Leading up to their commencement addresses, both valedictorian Jennifer Reardon and commencement speaker Timothy Twyman were nervous about speaking in front of their class, family, and friends.
"You would not believe what I have been through while trying to prepare this speech," Twyman said. "Two weeks ago, someone stole my commencement speech which was in a manila folder with all of the past commencement speeches from other graduating classes."
"I scrambled around all day looking for my speech. No one had seen it. So I came to the conclusion that it was fate or karma or whatever and I just gave up. Yes, yes I know, I'm not showing Coatesville spirit by just giving up like; but face it, maybe it really was meant to be."
"So, I've been meaning to ask you guys, why did you pick me?"
Twyman went on to say that it was hard to believe that he could stand up in front of everyone and deliver a captivating, motivating and reminiscent speech about the class.
As Reardon delivered her speech, she spoke of the most difficult part.
"Perhaps the most difficult aspect of this speech (other than standing here in front of thousands of people and preceding one of the funniest people in our school, Tim Twyman) was finding something inspirational to say," said Reardon. "Never settle for less than your best. Always give 110 percent, no matter what the task. Of course there will be obstacles in life, but hard work, determination, and perseverance always pay off."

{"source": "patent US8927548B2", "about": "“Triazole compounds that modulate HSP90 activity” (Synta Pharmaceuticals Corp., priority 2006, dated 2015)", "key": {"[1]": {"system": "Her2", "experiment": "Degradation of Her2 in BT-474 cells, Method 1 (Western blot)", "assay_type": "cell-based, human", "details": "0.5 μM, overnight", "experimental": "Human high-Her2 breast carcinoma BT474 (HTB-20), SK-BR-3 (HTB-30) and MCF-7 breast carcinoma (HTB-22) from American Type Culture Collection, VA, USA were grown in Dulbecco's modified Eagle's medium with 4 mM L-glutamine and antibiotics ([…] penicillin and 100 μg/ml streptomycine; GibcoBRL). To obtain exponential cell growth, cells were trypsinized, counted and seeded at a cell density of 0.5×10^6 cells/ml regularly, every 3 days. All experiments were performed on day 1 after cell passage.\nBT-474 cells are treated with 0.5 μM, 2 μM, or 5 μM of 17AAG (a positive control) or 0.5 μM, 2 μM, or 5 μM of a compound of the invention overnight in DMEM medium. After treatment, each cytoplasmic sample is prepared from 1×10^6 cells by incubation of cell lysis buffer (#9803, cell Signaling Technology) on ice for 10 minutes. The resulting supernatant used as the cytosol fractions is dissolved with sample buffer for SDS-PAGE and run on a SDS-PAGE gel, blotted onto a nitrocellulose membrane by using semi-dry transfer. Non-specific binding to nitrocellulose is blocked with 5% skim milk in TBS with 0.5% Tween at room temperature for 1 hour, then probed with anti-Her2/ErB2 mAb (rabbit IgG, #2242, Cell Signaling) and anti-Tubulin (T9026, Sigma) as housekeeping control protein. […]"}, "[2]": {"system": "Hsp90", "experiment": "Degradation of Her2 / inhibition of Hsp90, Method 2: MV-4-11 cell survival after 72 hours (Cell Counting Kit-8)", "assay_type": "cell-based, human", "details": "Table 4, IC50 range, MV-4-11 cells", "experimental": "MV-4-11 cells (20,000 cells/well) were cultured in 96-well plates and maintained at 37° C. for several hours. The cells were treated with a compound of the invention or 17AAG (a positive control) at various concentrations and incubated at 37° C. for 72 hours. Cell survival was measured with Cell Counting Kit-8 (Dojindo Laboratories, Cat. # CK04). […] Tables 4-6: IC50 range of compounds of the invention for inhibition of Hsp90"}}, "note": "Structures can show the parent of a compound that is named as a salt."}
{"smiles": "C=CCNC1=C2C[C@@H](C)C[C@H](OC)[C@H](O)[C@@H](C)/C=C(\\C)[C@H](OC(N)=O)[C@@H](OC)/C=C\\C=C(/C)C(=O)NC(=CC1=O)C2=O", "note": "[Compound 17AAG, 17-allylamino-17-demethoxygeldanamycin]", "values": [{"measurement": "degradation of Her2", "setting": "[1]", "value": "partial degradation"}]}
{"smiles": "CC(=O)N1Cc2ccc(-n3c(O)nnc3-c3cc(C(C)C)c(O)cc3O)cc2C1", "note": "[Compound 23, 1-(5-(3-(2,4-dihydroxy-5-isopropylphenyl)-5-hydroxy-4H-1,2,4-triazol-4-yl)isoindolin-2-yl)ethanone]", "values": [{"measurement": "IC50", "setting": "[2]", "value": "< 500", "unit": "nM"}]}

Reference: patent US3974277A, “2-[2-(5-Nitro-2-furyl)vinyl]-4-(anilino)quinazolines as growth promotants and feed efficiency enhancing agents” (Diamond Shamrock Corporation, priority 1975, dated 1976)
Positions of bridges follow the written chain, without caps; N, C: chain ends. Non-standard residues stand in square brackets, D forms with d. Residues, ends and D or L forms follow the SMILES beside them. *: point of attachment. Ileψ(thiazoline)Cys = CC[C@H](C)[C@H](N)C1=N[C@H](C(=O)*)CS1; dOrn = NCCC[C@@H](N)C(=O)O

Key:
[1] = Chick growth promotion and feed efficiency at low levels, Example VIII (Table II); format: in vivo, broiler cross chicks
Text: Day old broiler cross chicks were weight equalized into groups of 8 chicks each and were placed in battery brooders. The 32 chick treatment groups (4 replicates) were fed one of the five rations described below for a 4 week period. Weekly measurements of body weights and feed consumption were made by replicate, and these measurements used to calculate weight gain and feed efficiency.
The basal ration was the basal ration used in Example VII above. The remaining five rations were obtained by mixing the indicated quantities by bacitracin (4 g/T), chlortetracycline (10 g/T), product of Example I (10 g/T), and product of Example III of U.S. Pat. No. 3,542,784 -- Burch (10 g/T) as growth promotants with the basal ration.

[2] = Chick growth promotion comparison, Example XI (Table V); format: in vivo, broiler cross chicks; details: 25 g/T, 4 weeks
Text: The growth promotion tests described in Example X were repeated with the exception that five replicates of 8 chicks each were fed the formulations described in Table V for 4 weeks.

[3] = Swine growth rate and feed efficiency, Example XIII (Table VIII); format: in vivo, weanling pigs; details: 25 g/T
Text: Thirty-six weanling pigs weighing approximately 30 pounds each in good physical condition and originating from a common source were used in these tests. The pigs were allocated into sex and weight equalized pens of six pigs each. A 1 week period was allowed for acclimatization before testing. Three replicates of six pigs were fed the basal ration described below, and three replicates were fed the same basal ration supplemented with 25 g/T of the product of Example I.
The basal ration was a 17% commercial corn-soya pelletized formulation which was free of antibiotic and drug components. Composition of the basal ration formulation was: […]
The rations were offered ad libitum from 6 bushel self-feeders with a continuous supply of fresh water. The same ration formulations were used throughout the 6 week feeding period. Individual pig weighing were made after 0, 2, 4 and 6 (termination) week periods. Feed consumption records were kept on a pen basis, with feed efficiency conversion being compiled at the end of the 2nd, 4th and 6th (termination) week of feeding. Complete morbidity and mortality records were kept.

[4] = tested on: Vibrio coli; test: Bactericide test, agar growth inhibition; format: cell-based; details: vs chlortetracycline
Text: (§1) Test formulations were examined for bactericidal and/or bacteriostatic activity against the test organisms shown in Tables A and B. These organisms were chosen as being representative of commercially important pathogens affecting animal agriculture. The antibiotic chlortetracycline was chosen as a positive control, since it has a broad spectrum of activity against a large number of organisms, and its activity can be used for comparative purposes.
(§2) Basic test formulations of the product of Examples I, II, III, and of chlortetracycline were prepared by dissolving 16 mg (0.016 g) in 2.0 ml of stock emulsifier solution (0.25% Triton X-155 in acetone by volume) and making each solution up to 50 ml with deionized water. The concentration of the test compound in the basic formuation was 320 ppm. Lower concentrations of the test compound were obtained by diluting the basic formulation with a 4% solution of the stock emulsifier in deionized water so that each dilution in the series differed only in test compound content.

Reardon then sited one of numerous baseball references.
"Just look at Phillies center fielder Aaron Rowand. Not only does he practice hard, but he plays hard as well. By crashing face-first during a recent game, he made a game-saving catch, leading his team to a much-needed win. His hard work has won his the respect and admiration of teammates, opposing players, and fans, and has allowed him to succeed in his chosen career," said Reardon. "By always applying the basic principle of hard work, we can all succeed as well."
Twyman spoke of how his, as well as many of his classmates parents probably wanted to strangle them and never let go, but they didn't.
"And do you know why?" Tywman asked. "One word, potential. They recognize the potential that we possess. They know more about us than we know ourselves. I mean I can't count the number of times I have heard; Time, you have the potential to be an incredible human being."
As Twyman and Reardon each shared their words, echoes of agreement could be heard throughout the gymnasium. As they exited the stage, the crowd stood and applauded their efforts, and the efforts of their 600 fellow graduates, as well.
"Remember classmates, never be afraid to use that potential that we all possess," said Twyman. "In conclusion, I proudly state: The world WILL remember the graduating class of 2006. The world is your and everything in it, it's out there, git on ya grind and git it."